What is Future Value?
Future value (FV) is the value of an asset (e.g., a bond) at a future date based on a specified growth rate or rate of return. Future value helps investors estimate the value of an investment in the future. Future value is based on the concept of the time value of money (TVM). TVM has multiple applications in corporate finance, including stock and bond valuation, cost of capital, and capital budgeting.
Key Learning Points
- Based on the concept of the time value of money, future value is the value of an asset or a stream of cash flows at a future date, based on a specified rate of return or growth rate
- Future value is calculated using the present value or current value of an investment, the rate of return expected by investors, and the number of periods needed for the investment
- Future value and present value have multiple applications in corporate finance, including in valuation, cost of capital, and capital budgeting
- Future value can be calculated using the future value formula or the FV function in Excel
Time Value of Money
The time value of money says that future cash flows are worth less than immediate cash flows. We prefer immediate cash flows for many reasons, including:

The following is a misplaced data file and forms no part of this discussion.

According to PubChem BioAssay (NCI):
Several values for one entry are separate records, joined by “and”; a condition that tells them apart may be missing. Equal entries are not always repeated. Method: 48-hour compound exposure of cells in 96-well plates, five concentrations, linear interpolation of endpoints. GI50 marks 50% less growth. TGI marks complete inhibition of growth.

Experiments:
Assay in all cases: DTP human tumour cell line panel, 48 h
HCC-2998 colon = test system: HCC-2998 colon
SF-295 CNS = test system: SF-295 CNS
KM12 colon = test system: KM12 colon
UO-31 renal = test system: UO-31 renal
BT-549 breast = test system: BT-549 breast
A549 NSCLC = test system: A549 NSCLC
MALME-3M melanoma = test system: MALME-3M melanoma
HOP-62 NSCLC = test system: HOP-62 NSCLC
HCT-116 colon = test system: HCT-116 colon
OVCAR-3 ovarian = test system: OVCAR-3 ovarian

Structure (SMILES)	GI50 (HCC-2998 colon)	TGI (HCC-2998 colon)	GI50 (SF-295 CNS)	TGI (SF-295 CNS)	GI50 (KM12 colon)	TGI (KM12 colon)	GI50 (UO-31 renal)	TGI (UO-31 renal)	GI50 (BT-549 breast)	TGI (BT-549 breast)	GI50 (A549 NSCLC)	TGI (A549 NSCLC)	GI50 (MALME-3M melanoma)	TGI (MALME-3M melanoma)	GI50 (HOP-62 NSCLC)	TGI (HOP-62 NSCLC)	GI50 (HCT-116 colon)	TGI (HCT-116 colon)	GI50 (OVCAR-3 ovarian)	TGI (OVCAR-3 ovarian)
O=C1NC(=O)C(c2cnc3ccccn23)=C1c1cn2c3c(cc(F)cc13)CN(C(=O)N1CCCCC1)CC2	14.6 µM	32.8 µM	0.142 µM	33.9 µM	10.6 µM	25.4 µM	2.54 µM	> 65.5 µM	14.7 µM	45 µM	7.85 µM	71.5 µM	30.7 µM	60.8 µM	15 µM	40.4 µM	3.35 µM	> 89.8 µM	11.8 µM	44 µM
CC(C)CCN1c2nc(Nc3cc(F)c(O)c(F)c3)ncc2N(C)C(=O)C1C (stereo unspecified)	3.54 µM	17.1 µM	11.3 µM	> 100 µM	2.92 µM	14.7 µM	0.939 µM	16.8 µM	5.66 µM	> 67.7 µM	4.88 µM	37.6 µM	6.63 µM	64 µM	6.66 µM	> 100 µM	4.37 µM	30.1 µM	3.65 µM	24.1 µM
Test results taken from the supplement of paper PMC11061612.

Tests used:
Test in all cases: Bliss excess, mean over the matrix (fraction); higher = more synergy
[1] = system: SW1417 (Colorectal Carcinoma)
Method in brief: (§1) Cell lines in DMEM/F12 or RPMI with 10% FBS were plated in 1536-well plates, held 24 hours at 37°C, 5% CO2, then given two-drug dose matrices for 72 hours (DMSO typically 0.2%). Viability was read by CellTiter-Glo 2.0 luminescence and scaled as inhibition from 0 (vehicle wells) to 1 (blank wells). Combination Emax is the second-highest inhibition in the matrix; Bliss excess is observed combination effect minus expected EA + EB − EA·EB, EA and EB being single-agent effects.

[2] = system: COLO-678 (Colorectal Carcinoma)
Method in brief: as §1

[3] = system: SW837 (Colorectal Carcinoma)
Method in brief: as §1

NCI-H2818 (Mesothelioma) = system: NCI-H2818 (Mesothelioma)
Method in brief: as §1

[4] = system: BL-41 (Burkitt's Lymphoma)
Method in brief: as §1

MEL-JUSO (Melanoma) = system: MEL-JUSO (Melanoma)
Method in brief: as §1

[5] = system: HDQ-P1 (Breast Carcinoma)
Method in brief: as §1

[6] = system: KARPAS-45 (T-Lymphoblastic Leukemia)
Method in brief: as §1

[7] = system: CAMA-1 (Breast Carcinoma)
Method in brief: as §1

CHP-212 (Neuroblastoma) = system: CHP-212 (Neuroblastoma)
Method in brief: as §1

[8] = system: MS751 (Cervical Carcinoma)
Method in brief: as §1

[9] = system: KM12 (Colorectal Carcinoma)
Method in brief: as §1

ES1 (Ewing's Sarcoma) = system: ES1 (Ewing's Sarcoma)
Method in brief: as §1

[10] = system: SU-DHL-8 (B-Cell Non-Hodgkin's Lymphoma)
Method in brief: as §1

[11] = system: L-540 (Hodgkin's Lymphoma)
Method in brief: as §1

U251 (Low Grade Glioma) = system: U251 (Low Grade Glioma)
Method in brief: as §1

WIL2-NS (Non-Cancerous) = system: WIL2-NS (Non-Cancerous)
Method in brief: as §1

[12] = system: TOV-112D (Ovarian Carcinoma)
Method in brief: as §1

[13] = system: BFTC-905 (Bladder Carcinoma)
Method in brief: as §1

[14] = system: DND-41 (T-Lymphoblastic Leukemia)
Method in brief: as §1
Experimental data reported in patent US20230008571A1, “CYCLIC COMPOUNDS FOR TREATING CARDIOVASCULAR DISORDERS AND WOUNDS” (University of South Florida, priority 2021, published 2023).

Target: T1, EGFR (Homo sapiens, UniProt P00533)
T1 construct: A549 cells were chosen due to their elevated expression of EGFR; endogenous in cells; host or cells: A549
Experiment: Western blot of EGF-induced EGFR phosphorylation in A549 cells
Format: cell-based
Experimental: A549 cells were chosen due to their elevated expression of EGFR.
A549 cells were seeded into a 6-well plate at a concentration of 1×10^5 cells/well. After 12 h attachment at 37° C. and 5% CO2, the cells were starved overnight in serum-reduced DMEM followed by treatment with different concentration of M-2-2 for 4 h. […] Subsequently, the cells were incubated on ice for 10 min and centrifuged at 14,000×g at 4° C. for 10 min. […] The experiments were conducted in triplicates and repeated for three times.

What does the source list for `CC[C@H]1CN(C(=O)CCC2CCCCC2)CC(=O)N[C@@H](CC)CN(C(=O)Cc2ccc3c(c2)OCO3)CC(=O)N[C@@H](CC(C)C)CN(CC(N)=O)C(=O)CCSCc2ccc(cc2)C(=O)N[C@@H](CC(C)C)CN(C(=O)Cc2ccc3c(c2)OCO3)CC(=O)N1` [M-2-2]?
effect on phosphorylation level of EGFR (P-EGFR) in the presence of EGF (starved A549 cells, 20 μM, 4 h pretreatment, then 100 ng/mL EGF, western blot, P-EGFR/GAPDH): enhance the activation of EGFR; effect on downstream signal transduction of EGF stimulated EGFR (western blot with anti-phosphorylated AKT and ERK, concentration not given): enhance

- Cash now can be spent immediately rather than having to defer spending
- Cash now can be invested to give more cash in the future
- There is a risk of not receiving the future cash flow due to default
So, all else being equal, a cash flow now would be preferred over the same cash flow in the future. But being able to compare present and future cash flows of different amounts helps us determine in which situations we would be willing to wait for a future cash flow.
Future Value Explained
If you deposit money with the bank, you would expect it to earn interest. And the value of your deposit would therefore be higher in one year’s time. We can calculate the future value using the formula below:
- The present value (PV) represents today’s value
- r is the interest rate. Typically, the higher the risk, the higher the interest rate
- N represents the number of years the money will be kept in the account
Example Calculation: Future Value
If you deposit $100 at an interest rate of 5%, how much would you expect to have in two years?
Using the Future Value Formula:
Based on the formula for calculating future value, we get the following:
Using the Future Value function in Excel:
We can also calculate the future value using the FV function in Excel:
rate = Interest rate
nper = Number of years
pmt = Payments
pv = present value
type = Whether the payments are made at the beginning or the end of the period
The ‘pmt’ or payments function is useful when there are payments involved. For example, if an investment promises payments on a regular basis, such payments can increase the future value. In this case, there are no payments to investors as the interest is just accruing on the account, so we have kept ‘pmt’ as 0. ‘Type’ of 0 indicates that any cash flows happen at the end of each period.
Using the FV excel function, we get the same future value.